Flexible Architecture for Simulation and Testing (FAST)
We are at the point in the area of multithreaded microprocessor architectures where further progress will require the development of a hardware prototype. This prototype should support more than two parallel threads and thread-level speculation (TLS). Currently, no commercial microprocessor has these multithreading capabilities and this prevents the serious OS, compiler and application development that is required to take full advantage of multiple threads and TLS. Without the resulting optimized software, it will be difficult to understand the true benefits of these capabilities or make the appropriate hardware/software design tradeoffs to achieve the best performance. However, the problem with building a microprocessor is that it requires VLSI chip design, a resource-intensive process. The immense task of chip design verification before tape out, in particular, can make microprocessor design a difficult undertaking in an academic environment. This is the primary reason that all prior multithreading and TLS research has relied on software simulators.
FAST is a flexible simulation platform that will enable chip multiprocessor (CMP) and multithreaded simulation on a real hardware platform that enables complex system design with the ability to execute millions of instructions per second. FAST is a flexible platform that enables the manipulation of the memory hierarchy and other key components. FPGAs are used to interface between the 4 processor tiles and within the processor tiles. Figure 1 below, illustrates the FAST PCB at a high level. The yellow tiles are processor tiles and the blue tile servers as the internal and external system interconnect. The initial implementation of the FAST leverages the existing Hydra Architecture components, but other CMP designs can be realized by changing the FPGA configuration.
Figure 1: Generic FAST implementation on a PCB.
Figure 2 shows an expanded view of the processor tiles. Each tile consists of an FPU, CPU, L1 memory, and FPGAs. This configuration enables the processing tile to run both floating point and integer applications, while giving it the flexibility to modify the L1 memory configuration and adding other components, like multithreading support and profiling metrics, via the FPGAs.
Figure 2: Expanded view of the FAST processor tile.
We believe it is possible to build a flexible research prototype using fixed-function processors together with FPGAs without doing any VLSI design. We intend to demonstrate this by building a flexible CMP prototyping environment with existing chips called FAST. The key idea is that by combining ten-year-old microprocessor chips with state-of-the-art FPGA chips, it is possible to build a single-board multiprocessor prototyping environment that provides support for TLS and operates at hardware speeds, yet has the latency and bandwidth characteristics equivalent to a modern CMP architecture. Figure 3 below, is a simplified scaled drawing of the FAST PCB. A processor tile occupies each corner of the FAST PCB. The L2 memory, L2 memory controller, Read/Write controller and internal and external glue components occupy the center of the FAST PCB.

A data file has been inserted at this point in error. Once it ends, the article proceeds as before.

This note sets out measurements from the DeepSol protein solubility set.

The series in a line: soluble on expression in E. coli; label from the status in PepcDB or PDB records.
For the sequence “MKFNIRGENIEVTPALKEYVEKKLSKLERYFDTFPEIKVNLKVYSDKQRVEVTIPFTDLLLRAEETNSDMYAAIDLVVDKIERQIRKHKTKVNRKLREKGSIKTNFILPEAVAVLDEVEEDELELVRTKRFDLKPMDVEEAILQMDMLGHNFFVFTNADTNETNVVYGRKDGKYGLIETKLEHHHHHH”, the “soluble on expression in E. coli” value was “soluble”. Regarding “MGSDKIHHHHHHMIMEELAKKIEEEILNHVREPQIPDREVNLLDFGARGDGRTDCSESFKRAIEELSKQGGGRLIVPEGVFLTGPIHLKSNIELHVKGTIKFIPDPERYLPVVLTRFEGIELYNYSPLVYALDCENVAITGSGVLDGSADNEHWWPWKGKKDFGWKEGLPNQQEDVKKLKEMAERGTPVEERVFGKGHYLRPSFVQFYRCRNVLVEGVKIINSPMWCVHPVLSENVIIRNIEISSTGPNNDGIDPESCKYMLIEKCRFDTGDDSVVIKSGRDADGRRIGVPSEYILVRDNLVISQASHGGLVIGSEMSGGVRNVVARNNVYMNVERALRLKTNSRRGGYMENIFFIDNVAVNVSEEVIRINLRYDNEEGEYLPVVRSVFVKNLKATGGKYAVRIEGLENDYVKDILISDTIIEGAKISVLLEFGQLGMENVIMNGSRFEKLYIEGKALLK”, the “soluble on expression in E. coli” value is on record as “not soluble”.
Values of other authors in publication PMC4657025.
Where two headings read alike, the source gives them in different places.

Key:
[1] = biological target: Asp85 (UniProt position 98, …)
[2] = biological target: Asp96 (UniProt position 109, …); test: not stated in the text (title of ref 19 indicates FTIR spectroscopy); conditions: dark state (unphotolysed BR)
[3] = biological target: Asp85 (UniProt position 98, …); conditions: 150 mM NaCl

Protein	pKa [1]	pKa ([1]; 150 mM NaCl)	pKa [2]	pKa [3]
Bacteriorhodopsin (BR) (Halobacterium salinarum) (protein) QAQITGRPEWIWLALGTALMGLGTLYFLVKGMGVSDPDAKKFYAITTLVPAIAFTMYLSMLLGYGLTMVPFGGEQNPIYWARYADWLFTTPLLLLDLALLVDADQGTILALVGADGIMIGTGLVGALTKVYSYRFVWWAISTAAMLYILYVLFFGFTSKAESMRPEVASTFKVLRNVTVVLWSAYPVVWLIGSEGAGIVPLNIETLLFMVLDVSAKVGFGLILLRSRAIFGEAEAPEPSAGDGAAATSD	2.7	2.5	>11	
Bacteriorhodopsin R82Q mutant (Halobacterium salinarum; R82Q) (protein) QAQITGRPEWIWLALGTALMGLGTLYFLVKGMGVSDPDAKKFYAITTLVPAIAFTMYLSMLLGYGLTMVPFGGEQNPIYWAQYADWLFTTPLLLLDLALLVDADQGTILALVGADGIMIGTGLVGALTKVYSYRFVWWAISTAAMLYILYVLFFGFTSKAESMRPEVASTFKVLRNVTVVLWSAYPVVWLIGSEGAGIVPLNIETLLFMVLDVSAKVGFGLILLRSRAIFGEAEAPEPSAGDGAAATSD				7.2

Figure 3: Simplified component layout for the FAST PCB.
As Figure 2 illustrate the processor tile components, Figure
3 uses the same color coding to differentiate the CPU (red), FPU (green), FPGAs (purple) and L1 memory (yellow). In the center of the PCB resides
the L2 memory in light blue and all the internal and external glue components
in dark blue. Starting from the top of
the PCB in the center, there is the embedded Ethernet Board that enables the
external communication interface. Next
to that is the CPLD that provides more glue logic to augment the capabilities
of the microcontroller on the embedded Ethernet board. Below these components
are the 2 XC2V6000 which controller the L2 memory and external memory
interfaces. The power connector and
Figure 4: Completed FAST PCB with component labels.
The overall goals of the FAST project is to develop a hardware prototype system that allows hardware and software experimentation with fine-grain and speculative multithreading. More specifically:
Grants & Donations
This project is supported by NSF grant # CCR-0220138, as well as donations from Xilinx, Inc.